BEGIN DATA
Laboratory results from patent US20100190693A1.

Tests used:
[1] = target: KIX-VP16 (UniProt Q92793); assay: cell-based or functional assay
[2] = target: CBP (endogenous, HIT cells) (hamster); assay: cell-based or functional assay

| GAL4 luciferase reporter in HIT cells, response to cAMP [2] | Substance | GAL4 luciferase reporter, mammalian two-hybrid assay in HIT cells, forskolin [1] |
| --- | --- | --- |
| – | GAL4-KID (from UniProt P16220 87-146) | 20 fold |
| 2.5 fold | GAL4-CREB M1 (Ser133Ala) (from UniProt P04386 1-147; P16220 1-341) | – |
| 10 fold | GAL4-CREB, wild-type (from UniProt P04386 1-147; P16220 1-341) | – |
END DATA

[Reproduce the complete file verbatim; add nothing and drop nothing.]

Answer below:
Laboratory results from patent US20100190693A1.

Tests used:
[1] = target: KIX-VP16 (UniProt Q92793); assay: cell-based or functional assay
[2] = target: CBP (endogenous, HIT cells) (hamster); assay: cell-based or functional assay

| GAL4 luciferase reporter in HIT cells, response to cAMP [2] | Substance | GAL4 luciferase reporter, mammalian two-hybrid assay in HIT cells, forskolin [1] |
| --- | --- | --- |
| – | GAL4-KID (from UniProt P16220 87-146) | 20 fold |
| 2.5 fold | GAL4-CREB M1 (Ser133Ala) (from UniProt P04386 1-147; P16220 1-341) | – |
| 10 fold | GAL4-CREB, wild-type (from UniProt P04386 1-147; P16220 1-341) | – |